I always have sliced bulgogi rib-eye in my freezer for making Korean BBQ whenever I want. What I usually bring it out from the freezer to the counter and will put it in the microwave on defrost mode for 3 minutes after I’ve removed it from its packaging. Three to four minutes on defrost mode is just enough time so I can cut through the sliced rib-eye without much resistance. From there I will make the bulgogi marinade and have found the beef is usually thawed out enough (it doesn’t take too long since it’s thinly sliced) by the time I’ve made the bulgogi marinade. Once I add the beef I give it a good massage.
Massaging beef? Say what? Yes, that’s right. I pride myself in this very simple and easy bulgogi recipe because good Korean BBQ doesn’t need to be complicated. But, there are things we can do to help the bulgogi process along – and this means massaging the bulgogi. You know how I mentioned the bulgogi will taste amazing after 30 minutes of marinating? Well, that’s because right when I add the beef to the marinade I immediately massage the bulgogi. This really helps the thinly-sliced rib-eye absorb the bulgogi sauce. I’ll massage the bulgogi for about 2-3 minutes really good. If you don’t mind a little raw beef, like steak tar-tar, you should taste the beef bulgogi after you’ve massaged it. It is incredible! It’s like beef poke!
PAN-FRYING BULGOGI – DO’S AND DON’TS
This bulgogi recipe calls for pan-frying the rib-eye in a hot pan. However, not all pans are the same. You need to know this if you expect kick-ass authentic bulgogi. The pan and method totally matter. Like, it can make or break this bulgogi recipe. And if your bulgogi tastes anything other than awesome because you didn’t apply these suggestions, I’m going to be very sad. Because eating awesome bulgogi is an experience everything should be able to do at home.
My sister was in Shanghai for business many years ago and she brought back a hand-hammered wok. As much as I love it, especially for stir-frying noodles, nothing beats pan-frying bulgogi in a cast-iron skillet like this Lodge L8SK3 10-1/4-Inch Pre-Seasoned Skillet. At nearly half its retail price, this is the same cast-iron pan I bought and still use from 10 years ago. At under $15, it is a bargain. I paid close to $30 when I bought it. The only criticism I have is that sometimes I wish I had a 12 inch pan, but I like how the whole entire base of the 10-inch pan is nearly covered by the gas burner when it’s turned on high heat.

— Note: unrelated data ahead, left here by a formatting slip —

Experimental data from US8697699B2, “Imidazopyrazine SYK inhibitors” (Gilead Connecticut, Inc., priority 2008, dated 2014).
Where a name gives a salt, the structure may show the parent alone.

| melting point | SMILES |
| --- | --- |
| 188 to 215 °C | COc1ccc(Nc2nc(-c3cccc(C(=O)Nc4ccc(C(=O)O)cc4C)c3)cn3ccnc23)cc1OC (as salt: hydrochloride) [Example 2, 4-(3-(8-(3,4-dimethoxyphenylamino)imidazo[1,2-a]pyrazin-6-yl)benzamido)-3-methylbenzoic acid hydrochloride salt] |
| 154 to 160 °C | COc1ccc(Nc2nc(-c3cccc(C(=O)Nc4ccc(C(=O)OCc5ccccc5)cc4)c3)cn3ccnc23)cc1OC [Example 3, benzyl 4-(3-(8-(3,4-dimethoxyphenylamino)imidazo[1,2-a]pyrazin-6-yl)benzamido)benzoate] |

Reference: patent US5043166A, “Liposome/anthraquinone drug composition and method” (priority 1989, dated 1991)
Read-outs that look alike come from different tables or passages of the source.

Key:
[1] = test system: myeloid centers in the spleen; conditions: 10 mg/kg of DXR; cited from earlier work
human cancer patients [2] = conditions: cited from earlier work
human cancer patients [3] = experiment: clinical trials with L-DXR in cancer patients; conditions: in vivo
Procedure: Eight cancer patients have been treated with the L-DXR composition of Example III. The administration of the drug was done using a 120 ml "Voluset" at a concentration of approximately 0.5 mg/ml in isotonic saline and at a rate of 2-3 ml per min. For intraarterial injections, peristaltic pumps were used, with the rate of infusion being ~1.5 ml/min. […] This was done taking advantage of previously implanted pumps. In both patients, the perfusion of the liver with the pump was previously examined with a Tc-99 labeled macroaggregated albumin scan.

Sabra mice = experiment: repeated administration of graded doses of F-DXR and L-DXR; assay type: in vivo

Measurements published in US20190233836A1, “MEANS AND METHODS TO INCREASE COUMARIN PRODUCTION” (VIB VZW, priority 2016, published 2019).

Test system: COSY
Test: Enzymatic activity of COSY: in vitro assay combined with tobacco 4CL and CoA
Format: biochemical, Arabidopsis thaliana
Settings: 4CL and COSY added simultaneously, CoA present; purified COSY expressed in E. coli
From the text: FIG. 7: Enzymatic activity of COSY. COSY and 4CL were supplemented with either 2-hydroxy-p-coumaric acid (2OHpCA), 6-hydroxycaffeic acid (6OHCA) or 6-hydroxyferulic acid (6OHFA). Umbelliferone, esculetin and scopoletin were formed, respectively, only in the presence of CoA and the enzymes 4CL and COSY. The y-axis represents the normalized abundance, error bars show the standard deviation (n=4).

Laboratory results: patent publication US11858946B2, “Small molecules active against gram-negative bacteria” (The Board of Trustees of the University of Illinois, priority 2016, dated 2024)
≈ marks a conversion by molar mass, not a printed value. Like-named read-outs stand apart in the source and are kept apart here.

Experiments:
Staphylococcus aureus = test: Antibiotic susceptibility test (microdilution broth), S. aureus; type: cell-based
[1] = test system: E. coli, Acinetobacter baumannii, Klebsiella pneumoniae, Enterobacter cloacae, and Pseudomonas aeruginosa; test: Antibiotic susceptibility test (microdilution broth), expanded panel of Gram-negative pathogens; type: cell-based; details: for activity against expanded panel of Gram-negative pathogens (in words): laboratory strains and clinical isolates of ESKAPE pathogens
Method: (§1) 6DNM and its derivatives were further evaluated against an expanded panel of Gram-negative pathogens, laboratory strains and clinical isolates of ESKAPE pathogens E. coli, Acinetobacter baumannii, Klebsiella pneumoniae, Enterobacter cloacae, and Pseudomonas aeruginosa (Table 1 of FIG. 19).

A well-seasoned cast-iron pan does an amazing job at searing meat at high heat – enough so that it often burns off excess liquid as it sears the meat. All of this while retaining its non-stick properties. Because of this, cooking in a cast-iron skillet imitates the same type of restaurant-quality stir-fries normally cooked in crazy hot woks. Many Korean restaurants cook their bulgogi in cast-iron for this reason. And the flavor can’t be beat, too. Cast-iron makes all beef, especially steaks, taste better. Whatever you do, do not use a non-stick coated pan. I mean, you could. It won’t taste as awesome though.
The literal word bulgogi means fire meat. Bul translate as fire, and gogi means meat. Bulgogi is traditionally cooked over open fire, although many bulgogi recipes call for grilling bulgogi on a barbeque. This is usually done using a grill pan meant for grilling vegetables with lots of holes in it. This is so the juice from the mean can escape and the meat can sear and caramelize a bit.
When a pan is overcrowded, this leaves little room for the bulgogi juices to burn off and instead will start cooking in its own juices. You don’t want this. What you’re aiming for is simulating the same results as if you cooked it on the grill where the juices would fall or burn away from the meat. The only way to do this is to pan-fry the beef bulgogi in small batches. When you do this, you also get the benefit of seasoning your pan further with each batch of bulgogi you cook for more delicious Korean BBQ. What you’re looking for is cooked and seared meat with caramelization happening on the surface area of the bulgogi so it’s nice and browned.
ADDING TOO MUCH SUGAR OR SWEETENER TO BULGOGI
The last time I made this bulgogi recipe in my cast-iron pan my 10-year-old son was super excited. The kitchen smelled incredible and he could hardly wait for the first batch to be done frying. After I spooned some of the bulgogi onto a plate with some steamed rice, I saw him take a bite and walk away without saying a word. This alarmed me because I thought it tasted awesome. My bulgogi recipe is one of his favorite foods and he always offers immediate feedback on dishes I made if it’s good.